An idea born out of seeing a neighbour dumping olive tree prunings has grown into a business which is about to take a Far North teenager to the world's biggest trade fair.
Max Donaldson, of Takou Bay, will be part of the New Zealand delegation at the World Expo in Dubai when it kicks off in January.
The 17-year-old, who has just finished Year 13 at Kerikeri High School, won the Northland-wide Young Enterprise Scheme last year.
His company, GreenKiwi Supplements, produces a dietary supplement made from olive orchard waste.
Now, after pitching his business to trade officials, Donaldson has been chosen to help represent New Zealand at the expo — while also trying to land some export deals for his product.
Donaldson got the idea when he spotted his neighbour, Ian Sizer, feeding prunings from his olive grove to his cows.
''I saw that and thought, 'Let's actually use that in a product','' he said.
He already knew olive leaves were used in dietary supplements but his research showed him the products available here were all produced overseas, despite Northland's plentiful olive orchards.
Donaldson enlisted the help of scientists at the Cawthron Institute in Nelson and AsureQuality in Auckland to develop a way of turning raw leaves into a supplement without compromising the active ingredients.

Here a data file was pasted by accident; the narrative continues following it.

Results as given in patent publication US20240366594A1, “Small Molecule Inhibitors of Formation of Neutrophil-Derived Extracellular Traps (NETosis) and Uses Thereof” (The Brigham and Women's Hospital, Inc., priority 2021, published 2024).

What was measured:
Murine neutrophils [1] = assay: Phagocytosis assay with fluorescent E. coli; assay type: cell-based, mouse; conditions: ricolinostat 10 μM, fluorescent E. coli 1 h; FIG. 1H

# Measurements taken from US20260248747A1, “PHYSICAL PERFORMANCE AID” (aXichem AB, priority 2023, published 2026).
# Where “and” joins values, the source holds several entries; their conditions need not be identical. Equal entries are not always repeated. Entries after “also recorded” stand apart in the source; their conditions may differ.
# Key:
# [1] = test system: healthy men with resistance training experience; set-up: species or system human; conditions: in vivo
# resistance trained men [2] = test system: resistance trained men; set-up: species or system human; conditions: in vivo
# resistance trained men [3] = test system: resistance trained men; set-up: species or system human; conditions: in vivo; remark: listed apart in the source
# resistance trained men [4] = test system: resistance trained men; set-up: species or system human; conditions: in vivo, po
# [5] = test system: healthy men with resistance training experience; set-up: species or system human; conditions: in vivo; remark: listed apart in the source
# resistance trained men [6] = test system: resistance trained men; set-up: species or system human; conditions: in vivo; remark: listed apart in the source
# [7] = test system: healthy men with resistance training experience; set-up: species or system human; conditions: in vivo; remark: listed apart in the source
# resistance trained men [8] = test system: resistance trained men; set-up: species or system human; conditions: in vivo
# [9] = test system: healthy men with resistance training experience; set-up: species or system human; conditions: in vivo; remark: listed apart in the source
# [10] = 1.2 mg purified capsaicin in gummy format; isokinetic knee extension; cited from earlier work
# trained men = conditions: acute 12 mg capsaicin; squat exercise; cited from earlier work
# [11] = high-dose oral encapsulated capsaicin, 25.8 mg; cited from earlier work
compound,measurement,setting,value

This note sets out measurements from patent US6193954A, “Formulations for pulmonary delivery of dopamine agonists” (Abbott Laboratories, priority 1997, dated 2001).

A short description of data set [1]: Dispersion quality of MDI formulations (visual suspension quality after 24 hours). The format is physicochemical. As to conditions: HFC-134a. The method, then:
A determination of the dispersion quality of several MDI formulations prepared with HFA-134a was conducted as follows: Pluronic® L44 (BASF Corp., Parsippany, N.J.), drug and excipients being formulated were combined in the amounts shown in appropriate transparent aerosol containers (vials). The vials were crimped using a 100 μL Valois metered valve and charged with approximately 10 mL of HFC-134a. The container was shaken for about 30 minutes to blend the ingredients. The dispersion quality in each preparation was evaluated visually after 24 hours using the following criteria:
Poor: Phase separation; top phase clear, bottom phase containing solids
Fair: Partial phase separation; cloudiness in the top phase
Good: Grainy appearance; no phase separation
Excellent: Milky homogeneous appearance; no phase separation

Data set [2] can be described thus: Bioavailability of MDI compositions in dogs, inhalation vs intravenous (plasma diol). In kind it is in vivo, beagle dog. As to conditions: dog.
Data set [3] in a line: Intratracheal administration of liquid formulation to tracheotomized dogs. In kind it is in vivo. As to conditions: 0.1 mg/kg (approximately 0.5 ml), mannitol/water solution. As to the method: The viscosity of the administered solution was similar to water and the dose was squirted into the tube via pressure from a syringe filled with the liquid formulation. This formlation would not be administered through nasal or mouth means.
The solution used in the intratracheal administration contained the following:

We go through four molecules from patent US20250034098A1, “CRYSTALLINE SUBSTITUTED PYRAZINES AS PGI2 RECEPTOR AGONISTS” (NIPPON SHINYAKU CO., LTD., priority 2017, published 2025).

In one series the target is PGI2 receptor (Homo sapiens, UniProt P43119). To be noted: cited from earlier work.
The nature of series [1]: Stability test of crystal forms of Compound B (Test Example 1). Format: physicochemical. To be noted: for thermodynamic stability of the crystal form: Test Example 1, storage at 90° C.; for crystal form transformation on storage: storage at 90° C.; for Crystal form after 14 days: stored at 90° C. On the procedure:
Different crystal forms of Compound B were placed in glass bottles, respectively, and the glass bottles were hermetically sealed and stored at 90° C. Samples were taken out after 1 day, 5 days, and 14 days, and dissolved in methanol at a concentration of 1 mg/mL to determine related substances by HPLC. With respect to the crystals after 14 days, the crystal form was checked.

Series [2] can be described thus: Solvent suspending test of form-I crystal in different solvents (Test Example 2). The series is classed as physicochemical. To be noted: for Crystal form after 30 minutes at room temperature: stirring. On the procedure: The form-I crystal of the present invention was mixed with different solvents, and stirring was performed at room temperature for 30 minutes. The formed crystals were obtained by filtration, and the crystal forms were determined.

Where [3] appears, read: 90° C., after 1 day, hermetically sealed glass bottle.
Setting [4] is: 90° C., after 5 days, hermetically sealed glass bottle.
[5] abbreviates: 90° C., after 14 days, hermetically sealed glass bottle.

After freeze-drying and drop-milling the resulting powder is formulated and encapsulated.
The next step was differentiating his product from others already on the market.
''So we thought about how we could create a really cool story about sustainability. It's about making a product in the best way possible,'' he said.
His product, GreenKiwi OliveXtract, is now sold online and in Hardy's Health Stores around the country.
Only one other student company, based in Otago, has been selected to accompany a bevy of New Zealand Trade and Enterprise (NZTE) officials to Dubai.
Donaldson said they were chosen based on how well their businesses align with NZTE's message at the expo, which was ''care for people and place''.
Most of his time would be spent helping promote New Zealand but he had also lined up a number of meetings with distributors in the hope of securing an export deal to the United Arab Emirates.
Donaldson said the country's dietary supplement market was ''huge'' and growing at 18 per cent a year.
It was driven by the current global interest in immune systems but also by a government drive to improve heart health.
As Emiratis increasingly adopted western-style fast food, at the cost of their traditional diet, that was leading to western-style health problems, he said.
Next year Donaldson planned to start a Bachelor of Commerce in Christchurch.
He also planned to keep his GreenKiwi business going with the aim of creating jobs and becoming a significant contributor to Northland's economy.
He hoped to turn a tonne of olive leaf waste into extract by 2025.
''It's not about getting rich, it's about doing what we can with this product.''